2. Load a simple PHP page that makes a single MySQL connection through your web browser. Here's a sample page - replace 00000 with your site number, and password with the appropriate information for your database server:

    Filename: dbtest.php

    <?php
    $link = mysql_connect('internal-db.s00000.gridserver.com', 'db00000', 'password');
    if (!$link) {
    die('Could not connect: ' . mysql_error());
    }
    echo 'Connected successfully';
    mysql_close($link);
    ?>
    <?php
    $link = mysql_connect('hostname', 'username', 'password');
    if (!$link) {
    die('Could not connect: ' . mysql_error());
    }
    echo 'Connected successfully';
    mysql_close($link);
    ?>
    
  3. If phpMyAdmin or this connection script load slowly, you may have a database server problem. See Getting started with your MySQL GridContainer if you have a container, or contact (mt) Media Temple for further assitance. See the server load section below.
  4. What to do if you've identified a problem with database requests made by your page: It's quite possible for a single query to take several seconds to complete, if it's written inefficiently. Add three or four of these poorly-written queries to your page, and it will load very slowly. If your speed test indicates that there are no overall database server problems, you will need to look into the individual queries that are being executed when your page loads. You may also want to perform some database and database server optimization.

    Optimization:

    Query Analysis:

  5. The following SSH command is a very helpful tool for watching individual queries live as they are executed by your database server:
    watch "mysqladmin -h internal-db.s00000.gridserver.com -u db00000 -ppassword processlist"

    Note that you will need to replace 00000 with your site number, and password with your database password. The password goes right after -p without any spaces.

  6. The following SSH command is a very helpful tool for watching individual queries live as they are executed by your database server:
    watch "mysqladmin -u admin '-p`cat /etc/psa/.psa.shadow`' processlist"
  7. You may also be able to avoid database-related problems by reducing the number of queries required to display your web page. Try caching HTML versions of your most popular pages. Also, investigate any plugins you are using which make complicated or inefficient database queries and consider updating or removing them.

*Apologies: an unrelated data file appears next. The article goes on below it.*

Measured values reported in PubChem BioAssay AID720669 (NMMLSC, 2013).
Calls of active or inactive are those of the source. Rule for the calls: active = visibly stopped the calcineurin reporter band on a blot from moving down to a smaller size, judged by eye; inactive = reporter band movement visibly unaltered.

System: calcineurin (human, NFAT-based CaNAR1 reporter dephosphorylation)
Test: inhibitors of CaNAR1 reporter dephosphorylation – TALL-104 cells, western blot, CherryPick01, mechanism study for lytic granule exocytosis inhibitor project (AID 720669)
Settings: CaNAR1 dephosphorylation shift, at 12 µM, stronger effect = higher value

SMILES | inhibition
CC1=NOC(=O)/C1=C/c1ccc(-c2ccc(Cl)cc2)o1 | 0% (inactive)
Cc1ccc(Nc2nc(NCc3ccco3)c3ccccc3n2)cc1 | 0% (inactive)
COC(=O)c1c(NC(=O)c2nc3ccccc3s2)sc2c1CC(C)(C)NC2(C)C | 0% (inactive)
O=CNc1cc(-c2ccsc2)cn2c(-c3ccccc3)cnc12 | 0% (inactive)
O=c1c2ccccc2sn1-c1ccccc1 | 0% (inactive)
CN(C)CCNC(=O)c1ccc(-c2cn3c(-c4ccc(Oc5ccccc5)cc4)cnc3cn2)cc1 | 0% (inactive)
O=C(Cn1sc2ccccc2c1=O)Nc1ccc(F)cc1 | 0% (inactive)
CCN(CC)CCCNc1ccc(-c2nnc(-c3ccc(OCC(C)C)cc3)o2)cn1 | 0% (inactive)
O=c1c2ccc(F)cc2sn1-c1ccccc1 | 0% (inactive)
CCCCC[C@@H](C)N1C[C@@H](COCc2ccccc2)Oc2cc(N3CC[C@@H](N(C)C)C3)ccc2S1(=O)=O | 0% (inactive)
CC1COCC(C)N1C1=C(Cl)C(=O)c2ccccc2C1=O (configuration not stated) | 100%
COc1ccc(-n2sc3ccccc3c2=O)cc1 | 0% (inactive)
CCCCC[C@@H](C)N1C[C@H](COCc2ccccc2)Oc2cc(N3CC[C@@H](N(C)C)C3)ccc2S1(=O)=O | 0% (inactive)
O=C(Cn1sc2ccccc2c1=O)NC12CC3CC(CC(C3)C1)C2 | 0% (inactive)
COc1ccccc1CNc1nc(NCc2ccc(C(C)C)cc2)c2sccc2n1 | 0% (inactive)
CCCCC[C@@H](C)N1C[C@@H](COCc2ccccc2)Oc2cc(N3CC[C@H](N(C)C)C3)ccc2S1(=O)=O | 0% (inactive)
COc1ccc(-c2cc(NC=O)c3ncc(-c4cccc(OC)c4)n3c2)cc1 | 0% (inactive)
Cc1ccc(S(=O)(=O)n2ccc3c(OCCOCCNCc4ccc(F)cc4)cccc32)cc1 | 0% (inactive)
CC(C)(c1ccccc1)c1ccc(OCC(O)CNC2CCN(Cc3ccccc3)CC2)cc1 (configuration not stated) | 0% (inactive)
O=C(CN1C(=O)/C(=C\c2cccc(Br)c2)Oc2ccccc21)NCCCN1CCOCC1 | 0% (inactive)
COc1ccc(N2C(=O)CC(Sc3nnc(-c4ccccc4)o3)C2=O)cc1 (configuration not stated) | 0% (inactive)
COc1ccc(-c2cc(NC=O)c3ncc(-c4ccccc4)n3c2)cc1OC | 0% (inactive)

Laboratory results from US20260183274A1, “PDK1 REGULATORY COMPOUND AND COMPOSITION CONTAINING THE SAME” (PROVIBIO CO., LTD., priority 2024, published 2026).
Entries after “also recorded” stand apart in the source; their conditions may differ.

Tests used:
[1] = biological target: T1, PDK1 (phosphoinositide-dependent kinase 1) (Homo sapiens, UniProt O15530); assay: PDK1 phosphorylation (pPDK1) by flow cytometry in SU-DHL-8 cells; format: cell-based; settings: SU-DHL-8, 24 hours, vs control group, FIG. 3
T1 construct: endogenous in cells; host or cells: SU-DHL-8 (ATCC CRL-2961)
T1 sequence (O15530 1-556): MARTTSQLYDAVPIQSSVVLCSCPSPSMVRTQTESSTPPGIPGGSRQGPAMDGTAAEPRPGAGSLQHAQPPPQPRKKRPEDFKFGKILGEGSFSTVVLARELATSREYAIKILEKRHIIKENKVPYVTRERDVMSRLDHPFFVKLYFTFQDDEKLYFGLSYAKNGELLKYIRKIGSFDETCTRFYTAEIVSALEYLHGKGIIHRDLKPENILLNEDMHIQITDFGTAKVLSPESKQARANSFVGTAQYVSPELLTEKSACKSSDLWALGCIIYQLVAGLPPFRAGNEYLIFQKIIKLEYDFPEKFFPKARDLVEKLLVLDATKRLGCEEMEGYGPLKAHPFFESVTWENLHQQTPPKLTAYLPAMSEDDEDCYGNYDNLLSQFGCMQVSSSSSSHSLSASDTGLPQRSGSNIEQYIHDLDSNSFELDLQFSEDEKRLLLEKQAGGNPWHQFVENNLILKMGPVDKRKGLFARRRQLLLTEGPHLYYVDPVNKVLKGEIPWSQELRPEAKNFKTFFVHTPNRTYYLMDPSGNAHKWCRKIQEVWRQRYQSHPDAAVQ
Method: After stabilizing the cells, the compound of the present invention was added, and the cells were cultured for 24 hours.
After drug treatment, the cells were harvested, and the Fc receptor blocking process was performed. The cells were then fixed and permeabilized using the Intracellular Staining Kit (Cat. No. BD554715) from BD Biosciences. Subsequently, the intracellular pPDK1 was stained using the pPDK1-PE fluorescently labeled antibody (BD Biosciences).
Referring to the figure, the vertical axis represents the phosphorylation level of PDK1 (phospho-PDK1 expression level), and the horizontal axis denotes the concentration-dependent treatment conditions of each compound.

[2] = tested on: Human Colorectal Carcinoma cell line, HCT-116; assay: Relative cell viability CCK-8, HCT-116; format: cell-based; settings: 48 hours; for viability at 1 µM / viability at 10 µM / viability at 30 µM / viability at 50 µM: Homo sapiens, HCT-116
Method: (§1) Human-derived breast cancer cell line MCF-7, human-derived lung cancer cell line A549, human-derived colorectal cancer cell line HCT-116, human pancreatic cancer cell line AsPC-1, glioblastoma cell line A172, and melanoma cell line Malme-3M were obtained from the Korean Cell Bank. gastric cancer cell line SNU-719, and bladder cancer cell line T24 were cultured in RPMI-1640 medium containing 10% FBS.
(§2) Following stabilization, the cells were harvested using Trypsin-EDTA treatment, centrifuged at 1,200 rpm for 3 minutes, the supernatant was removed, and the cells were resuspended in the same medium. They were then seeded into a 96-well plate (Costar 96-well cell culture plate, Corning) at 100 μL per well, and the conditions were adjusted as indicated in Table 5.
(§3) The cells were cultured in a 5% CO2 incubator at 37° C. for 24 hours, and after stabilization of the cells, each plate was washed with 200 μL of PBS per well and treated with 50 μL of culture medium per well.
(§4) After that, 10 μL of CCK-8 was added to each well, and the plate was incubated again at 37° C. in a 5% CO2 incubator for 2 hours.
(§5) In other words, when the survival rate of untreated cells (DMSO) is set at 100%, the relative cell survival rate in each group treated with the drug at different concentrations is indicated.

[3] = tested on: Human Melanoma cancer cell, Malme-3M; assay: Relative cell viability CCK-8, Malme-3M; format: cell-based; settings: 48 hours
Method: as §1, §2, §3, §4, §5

Server load

If you have a DV server, and you have determined that your page is loading slowly due to a server problem, you should continue troubleshooting with these articles:

If, after reviewing these articles, you notice no system resource limit alerts, try rebooting your server, in case there is a stuck process somewhere. If that does not resolve the slowness, your slowness is most likely due to a machine issue. Please contact (mt) Media Temple for further assistance.

(mt) Media Temple machine and software problems

Occasionally your (mt) Media Temple resources may be under high load or experiencing other technical difficulties. You are welcome to contact (mt) Media Temple if you suspect that this is the source of your slow website loading times.

  • Check http://status.mediatemple.net/weblog/category/system-incidents/ for known incidents.
  • Due to the shared nature of the Grid, you may occasionally experience brief periods of resource unavailability. (mt) Media Temple employs both automated and manual monitoring of the servers to keep these interruptions to a minimum. If you occasionally experience 5-10 minutes of slow service, however, this is not cause for concern. Our load balancing should rectify the situation shortly.